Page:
Bob Nardelli, the former CEO of Home Depot, is warning about more bankruptcies. He said a lot of corporations in the United States could be close to filing for bankruptcy and the economy won’t be able to handle it.
Nardelli blames lawmakers for their delay in coming to terms regarding the country’s debt ceiling. He says it’s all the fault of Congress’ inability to work together to raise the U.S. debt limit. That inaction is creating a burden on businesses, saying that he is “definitely worried” about the situation, according to a report by The Epoch Times.
“I think we’re in a very complex environment. And, of course, this debt issue only adds to that. It adds to the certainty of uncertainty, what’s going to happen,” Nardelli said
“I think we’re going to see a lot of bankruptcies. Like Bed, Bath, and Beyond. We got Walmart not only laying people off but closing stores. We got Accenture laying people off. We got Amazon closing distribution centers. So, I think there’s a tremendous-mixed message,” Nardelli said in an April 14 interview with Fox Business.
At present, the “complexity” of the American economy is “different than anything I have seen in my 52 years,” he continued.
Bankruptcy filings across the United States rose for the third straight month in March in all major industries. A total of 42,368 new bankruptcies were filed last month, according to data from Epiq Bankruptcy, a provider of U.S. bankruptcy court data, technology, and services.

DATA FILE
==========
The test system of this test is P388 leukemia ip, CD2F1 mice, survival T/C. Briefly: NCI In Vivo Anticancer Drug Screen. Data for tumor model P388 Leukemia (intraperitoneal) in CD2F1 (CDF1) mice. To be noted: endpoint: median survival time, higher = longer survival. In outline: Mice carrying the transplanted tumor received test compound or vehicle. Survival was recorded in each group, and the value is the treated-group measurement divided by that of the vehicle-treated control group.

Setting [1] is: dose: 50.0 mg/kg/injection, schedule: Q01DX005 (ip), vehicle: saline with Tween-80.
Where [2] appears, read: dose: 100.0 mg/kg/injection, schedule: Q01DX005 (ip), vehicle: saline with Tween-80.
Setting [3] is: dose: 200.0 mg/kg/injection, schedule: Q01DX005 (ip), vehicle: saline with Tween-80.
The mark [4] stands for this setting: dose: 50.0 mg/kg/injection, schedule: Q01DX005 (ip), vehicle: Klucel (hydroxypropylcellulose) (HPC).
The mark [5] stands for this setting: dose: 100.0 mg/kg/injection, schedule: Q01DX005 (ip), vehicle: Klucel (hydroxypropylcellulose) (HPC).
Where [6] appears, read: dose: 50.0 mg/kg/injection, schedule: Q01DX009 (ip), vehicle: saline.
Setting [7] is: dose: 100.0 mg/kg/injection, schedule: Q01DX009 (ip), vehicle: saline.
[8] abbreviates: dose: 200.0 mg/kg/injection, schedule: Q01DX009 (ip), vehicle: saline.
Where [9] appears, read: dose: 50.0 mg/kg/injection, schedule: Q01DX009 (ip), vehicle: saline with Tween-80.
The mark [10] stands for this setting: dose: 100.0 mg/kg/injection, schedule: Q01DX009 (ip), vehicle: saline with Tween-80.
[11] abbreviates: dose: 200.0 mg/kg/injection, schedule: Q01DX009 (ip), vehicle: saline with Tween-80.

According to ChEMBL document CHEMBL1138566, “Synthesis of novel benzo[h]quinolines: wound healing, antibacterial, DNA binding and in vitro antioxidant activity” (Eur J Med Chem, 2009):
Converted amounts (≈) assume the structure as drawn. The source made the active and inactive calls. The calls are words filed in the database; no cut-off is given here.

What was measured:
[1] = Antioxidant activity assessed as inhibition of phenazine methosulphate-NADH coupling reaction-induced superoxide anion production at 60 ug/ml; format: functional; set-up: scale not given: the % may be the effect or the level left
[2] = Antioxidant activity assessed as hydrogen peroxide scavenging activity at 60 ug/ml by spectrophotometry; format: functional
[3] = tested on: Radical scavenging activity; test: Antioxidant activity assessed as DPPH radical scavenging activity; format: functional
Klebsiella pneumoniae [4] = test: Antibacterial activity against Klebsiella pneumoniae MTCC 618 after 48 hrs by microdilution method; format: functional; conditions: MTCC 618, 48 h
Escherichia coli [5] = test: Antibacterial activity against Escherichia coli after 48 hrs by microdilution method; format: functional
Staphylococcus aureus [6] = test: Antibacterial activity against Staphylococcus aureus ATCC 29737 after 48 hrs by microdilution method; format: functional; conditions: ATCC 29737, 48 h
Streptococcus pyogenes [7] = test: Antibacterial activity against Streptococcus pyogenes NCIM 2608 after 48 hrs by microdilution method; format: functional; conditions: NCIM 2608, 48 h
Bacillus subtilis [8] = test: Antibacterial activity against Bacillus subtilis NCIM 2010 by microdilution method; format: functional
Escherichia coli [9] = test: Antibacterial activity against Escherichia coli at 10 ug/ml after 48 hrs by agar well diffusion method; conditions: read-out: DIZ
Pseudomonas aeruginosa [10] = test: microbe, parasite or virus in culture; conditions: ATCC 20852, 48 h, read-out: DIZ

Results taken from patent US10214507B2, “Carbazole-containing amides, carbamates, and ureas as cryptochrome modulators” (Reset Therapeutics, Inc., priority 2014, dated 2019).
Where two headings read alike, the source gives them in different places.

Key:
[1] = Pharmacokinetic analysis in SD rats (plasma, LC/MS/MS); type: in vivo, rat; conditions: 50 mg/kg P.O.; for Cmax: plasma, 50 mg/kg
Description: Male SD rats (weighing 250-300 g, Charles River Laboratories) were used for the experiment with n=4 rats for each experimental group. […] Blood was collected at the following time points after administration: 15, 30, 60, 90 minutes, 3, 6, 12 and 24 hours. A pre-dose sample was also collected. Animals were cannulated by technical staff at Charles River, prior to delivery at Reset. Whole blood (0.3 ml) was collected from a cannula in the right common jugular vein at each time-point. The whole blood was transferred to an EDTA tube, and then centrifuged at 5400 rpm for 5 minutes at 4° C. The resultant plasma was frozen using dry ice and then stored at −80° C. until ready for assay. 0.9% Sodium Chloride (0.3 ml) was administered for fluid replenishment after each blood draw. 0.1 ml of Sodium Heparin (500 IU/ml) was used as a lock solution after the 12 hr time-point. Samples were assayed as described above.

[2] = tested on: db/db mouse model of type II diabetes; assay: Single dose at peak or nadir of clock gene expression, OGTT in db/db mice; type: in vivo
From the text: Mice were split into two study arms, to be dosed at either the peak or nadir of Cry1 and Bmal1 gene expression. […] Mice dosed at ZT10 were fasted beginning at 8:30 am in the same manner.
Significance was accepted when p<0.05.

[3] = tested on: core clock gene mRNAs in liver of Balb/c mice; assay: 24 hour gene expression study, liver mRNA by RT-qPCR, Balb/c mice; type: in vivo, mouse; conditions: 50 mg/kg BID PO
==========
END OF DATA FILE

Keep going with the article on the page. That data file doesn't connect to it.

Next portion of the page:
This is 17 percent up from the 36,068 filings in March 2022 and is the highest number of monthly bankruptcy filings since April 2021. –The Epoch Times
Lending activity by banks also suffered the biggest plunge ever in the two weeks ending March 29th. Commercial lending in the country declined by $105 billion during this period—the highest since 1973. The collapse in lending was led by declining real estate loans as well as industrial and commercial loans.
According to financial analyst Andreas Steno Larsen, the U.S. economy is going to face some pretty hard times in the coming months. “Evidence is gathering that the SVB-fueled banking stress indeed will turn into a recession, but instead of a fast and rapid liquidity-driven recession, we are rather slow-walking into a credit crunch over summer,” he wrote in an April 9 post.
Job cuts and inflation are also playing roles in the systematic and controlled demolition of the U.S. economy.
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